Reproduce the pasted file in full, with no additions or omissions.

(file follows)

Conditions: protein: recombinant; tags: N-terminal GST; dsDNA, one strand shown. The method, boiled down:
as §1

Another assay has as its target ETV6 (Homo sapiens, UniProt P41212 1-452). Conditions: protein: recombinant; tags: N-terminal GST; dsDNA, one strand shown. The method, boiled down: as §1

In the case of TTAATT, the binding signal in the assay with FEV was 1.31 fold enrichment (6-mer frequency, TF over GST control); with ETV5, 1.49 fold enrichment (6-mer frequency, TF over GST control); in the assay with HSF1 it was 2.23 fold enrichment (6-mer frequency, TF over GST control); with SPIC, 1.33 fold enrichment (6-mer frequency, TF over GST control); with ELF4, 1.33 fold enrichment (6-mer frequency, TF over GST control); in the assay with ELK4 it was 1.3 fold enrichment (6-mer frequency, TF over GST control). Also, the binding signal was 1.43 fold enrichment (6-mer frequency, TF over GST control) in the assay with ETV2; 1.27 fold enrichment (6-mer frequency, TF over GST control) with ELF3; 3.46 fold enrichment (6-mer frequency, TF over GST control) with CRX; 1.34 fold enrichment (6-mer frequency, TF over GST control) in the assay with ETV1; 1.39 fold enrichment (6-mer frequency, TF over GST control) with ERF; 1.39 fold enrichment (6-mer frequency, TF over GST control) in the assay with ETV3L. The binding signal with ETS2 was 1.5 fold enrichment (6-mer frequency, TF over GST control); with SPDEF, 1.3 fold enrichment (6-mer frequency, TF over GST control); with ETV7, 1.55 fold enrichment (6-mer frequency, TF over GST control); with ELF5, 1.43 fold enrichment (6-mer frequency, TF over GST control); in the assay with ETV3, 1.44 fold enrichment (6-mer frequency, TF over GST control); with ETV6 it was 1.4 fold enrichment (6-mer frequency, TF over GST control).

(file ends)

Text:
Conditions: protein: recombinant; tags: N-terminal GST; dsDNA, one strand shown. The method, boiled down:
as §1

Another assay has as its target ETV6 (Homo sapiens, UniProt P41212 1-452). Conditions: protein: recombinant; tags: N-terminal GST; dsDNA, one strand shown. The method, boiled down: as §1

In the case of TTAATT, the binding signal in the assay with FEV was 1.31 fold enrichment (6-mer frequency, TF over GST control); with ETV5, 1.49 fold enrichment (6-mer frequency, TF over GST control); in the assay with HSF1 it was 2.23 fold enrichment (6-mer frequency, TF over GST control); with SPIC, 1.33 fold enrichment (6-mer frequency, TF over GST control); with ELF4, 1.33 fold enrichment (6-mer frequency, TF over GST control); in the assay with ELK4 it was 1.3 fold enrichment (6-mer frequency, TF over GST control). Also, the binding signal was 1.43 fold enrichment (6-mer frequency, TF over GST control) in the assay with ETV2; 1.27 fold enrichment (6-mer frequency, TF over GST control) with ELF3; 3.46 fold enrichment (6-mer frequency, TF over GST control) with CRX; 1.34 fold enrichment (6-mer frequency, TF over GST control) in the assay with ETV1; 1.39 fold enrichment (6-mer frequency, TF over GST control) with ERF; 1.39 fold enrichment (6-mer frequency, TF over GST control) in the assay with ETV3L. The binding signal with ETS2 was 1.5 fold enrichment (6-mer frequency, TF over GST control); with SPDEF, 1.3 fold enrichment (6-mer frequency, TF over GST control); with ETV7, 1.55 fold enrichment (6-mer frequency, TF over GST control); with ELF5, 1.43 fold enrichment (6-mer frequency, TF over GST control); in the assay with ETV3, 1.44 fold enrichment (6-mer frequency, TF over GST control); with ETV6 it was 1.4 fold enrichment (6-mer frequency, TF over GST control).